Send to:

Choose Destination
See comment in PubMed Commons below
Prosthet Orthot Int. 1989 Aug;13(2):63-9.

Primary survival and prosthetic fitting of lower limb amputees.

Author information

  • 1Invalid Foundation Orthopaedic Hospital, Helsinki.


During the period 1984-1985 amputation of the lower limb at a level potentially requiring a prosthesis was performed on 577 patients in 16 operative units. The mean age was 75.7 years for females and 68.1 for males. The most common site of the amputation was above the knee (49.9%). The majority of amputations (93.8%) were performed for vascular diseases and diabetes. Survival figures showed that 25.5% of amputees died within 2 months of amputation, 60.7% were alive after one year and 43.2% after two years. Out of a total of 577 patients, 26.9% were fitted with a prosthesis. Out of below-knee and above-knee amputees surviving over 2 months, 61.5% and 27.2% respectively were fitted with a prosthesis. There were markedly fewer prosthetic fittings in the over-60 age group. Diabetic patients of both sexes were fitted with a prosthesis more often than arterio-sclerotic patients. Among tumour patients 82.4% received a prosthesis. In the study area more emphasis must be put on the concept of preserving the knee joint and preoperative assessment of vascular patients for selection of amputation level. Every effort must be made to avoid delay in the postoperative mobilization and rehabilitation. Prosthetic fitting of amputees could be improved by better liaison between surgical unit and specialized rehabilitation unit and by closer team approach of amputee care.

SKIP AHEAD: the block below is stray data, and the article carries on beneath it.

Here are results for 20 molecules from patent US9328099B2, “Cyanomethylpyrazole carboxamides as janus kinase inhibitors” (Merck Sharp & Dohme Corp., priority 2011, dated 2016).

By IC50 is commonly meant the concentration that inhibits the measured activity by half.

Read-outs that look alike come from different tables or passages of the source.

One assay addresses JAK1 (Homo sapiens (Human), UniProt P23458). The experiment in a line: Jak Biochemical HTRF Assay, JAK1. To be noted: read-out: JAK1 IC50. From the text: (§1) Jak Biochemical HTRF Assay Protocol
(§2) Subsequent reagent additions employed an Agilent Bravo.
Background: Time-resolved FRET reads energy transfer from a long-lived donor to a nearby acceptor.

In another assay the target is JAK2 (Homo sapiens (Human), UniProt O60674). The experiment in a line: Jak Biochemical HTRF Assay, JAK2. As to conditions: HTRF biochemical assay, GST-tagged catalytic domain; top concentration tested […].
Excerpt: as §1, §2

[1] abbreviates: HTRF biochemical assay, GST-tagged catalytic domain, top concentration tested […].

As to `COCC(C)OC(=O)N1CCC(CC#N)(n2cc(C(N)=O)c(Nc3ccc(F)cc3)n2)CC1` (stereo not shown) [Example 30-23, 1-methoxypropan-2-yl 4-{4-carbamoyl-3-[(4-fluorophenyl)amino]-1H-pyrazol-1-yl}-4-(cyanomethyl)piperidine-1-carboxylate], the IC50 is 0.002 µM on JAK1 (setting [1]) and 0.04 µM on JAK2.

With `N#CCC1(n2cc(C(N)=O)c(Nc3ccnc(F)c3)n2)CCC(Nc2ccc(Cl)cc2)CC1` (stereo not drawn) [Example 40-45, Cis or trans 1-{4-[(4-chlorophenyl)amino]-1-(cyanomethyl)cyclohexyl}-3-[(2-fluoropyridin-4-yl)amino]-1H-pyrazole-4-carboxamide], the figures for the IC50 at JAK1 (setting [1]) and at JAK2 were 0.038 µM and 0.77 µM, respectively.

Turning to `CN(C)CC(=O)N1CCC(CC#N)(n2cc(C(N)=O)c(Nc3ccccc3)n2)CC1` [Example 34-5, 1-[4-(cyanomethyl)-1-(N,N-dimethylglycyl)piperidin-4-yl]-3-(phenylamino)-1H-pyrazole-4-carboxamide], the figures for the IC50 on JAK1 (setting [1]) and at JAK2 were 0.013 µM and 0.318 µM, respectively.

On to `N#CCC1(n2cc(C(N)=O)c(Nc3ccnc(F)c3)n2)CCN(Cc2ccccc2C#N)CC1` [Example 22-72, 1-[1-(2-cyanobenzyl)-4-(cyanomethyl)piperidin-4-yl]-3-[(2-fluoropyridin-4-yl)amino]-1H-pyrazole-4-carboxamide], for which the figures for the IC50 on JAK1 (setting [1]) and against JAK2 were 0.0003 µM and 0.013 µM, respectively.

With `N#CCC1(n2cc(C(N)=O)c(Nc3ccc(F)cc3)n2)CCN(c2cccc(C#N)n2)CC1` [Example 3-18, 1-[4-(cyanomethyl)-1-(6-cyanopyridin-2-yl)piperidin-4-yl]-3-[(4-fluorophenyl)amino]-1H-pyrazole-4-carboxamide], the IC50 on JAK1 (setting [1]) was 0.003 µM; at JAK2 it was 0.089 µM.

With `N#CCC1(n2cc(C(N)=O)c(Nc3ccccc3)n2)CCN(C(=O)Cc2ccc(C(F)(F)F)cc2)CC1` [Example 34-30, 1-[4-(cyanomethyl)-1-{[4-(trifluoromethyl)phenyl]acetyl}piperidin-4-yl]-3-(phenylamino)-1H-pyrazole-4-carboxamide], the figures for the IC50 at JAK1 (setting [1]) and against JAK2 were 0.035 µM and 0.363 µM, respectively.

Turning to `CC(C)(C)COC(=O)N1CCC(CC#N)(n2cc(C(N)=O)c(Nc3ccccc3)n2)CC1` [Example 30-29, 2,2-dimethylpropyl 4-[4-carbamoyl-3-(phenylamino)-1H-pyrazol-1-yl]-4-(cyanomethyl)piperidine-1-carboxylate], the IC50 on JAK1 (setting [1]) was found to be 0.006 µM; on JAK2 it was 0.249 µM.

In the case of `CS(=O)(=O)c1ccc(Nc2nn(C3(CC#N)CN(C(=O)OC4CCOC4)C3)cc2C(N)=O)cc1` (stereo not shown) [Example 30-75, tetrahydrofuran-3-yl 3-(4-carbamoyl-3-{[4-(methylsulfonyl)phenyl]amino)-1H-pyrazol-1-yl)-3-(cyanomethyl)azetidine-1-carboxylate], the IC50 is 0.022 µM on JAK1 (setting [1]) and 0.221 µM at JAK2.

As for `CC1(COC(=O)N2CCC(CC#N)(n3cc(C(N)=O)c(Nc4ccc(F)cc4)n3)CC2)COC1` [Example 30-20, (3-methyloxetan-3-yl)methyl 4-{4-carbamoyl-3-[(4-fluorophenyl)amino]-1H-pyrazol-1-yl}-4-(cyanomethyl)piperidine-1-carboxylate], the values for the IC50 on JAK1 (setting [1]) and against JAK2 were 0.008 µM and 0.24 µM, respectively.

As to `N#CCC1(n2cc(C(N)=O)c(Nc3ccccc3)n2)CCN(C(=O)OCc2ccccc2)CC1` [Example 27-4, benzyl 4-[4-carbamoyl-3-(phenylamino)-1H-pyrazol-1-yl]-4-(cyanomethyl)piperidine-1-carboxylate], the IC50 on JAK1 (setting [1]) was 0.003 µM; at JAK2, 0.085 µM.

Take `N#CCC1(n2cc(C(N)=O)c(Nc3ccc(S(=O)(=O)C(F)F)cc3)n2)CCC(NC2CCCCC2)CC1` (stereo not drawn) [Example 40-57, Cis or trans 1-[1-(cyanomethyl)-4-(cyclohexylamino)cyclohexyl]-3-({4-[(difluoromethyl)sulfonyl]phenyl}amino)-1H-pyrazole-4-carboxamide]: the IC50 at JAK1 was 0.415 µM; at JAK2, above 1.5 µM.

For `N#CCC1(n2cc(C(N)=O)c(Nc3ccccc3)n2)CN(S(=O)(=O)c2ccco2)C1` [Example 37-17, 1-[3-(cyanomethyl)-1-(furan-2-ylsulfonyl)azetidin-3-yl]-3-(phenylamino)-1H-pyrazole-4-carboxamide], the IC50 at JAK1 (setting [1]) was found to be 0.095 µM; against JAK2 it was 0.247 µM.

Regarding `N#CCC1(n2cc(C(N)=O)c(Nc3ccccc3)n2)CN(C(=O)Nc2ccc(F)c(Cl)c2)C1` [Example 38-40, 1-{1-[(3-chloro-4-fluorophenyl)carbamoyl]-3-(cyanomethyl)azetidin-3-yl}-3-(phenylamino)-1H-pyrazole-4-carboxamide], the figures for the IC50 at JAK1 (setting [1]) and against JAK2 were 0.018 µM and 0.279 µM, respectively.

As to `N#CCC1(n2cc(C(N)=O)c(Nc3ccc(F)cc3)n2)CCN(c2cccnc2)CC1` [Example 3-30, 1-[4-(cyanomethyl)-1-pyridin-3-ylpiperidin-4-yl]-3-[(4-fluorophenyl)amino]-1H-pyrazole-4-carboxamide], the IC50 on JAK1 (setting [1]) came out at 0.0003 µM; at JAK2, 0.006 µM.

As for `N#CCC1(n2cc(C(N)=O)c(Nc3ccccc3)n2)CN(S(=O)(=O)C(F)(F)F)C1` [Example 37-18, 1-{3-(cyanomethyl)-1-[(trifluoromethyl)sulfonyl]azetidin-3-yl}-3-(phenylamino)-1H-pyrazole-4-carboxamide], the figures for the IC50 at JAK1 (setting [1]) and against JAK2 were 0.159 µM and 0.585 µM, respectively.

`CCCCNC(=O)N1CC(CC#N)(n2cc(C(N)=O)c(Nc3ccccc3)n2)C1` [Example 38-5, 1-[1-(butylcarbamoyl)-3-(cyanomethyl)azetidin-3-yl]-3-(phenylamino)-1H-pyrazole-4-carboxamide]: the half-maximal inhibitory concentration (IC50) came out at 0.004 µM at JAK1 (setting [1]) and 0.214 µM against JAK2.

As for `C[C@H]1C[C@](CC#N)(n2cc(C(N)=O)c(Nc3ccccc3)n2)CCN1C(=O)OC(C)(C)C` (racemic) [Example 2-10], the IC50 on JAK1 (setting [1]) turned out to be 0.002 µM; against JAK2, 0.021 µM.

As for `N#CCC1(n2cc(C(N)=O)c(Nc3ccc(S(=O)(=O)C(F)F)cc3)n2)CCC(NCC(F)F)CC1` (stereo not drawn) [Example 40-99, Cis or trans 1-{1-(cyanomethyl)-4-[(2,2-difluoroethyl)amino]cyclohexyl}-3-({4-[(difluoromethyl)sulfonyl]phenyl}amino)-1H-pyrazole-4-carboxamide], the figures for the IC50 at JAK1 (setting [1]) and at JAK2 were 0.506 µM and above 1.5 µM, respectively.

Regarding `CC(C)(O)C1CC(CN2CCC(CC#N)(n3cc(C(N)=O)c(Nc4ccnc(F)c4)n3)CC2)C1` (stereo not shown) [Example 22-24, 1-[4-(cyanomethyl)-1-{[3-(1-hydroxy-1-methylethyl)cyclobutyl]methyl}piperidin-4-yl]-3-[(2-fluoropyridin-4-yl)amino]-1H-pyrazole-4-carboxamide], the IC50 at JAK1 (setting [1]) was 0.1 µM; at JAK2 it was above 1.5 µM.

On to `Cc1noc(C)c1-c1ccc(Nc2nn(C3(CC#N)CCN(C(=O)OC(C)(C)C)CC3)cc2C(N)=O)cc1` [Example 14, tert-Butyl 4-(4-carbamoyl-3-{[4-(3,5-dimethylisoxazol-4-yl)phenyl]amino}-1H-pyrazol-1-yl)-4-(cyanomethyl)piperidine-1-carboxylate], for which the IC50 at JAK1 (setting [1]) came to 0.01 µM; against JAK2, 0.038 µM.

[PubMed - indexed for MEDLINE]
PubMed Commons home

PubMed Commons

How to join PubMed Commons

    Supplemental Content

    Full text links

    Icon for HighWire
    Loading ...
    Write to the Help Desk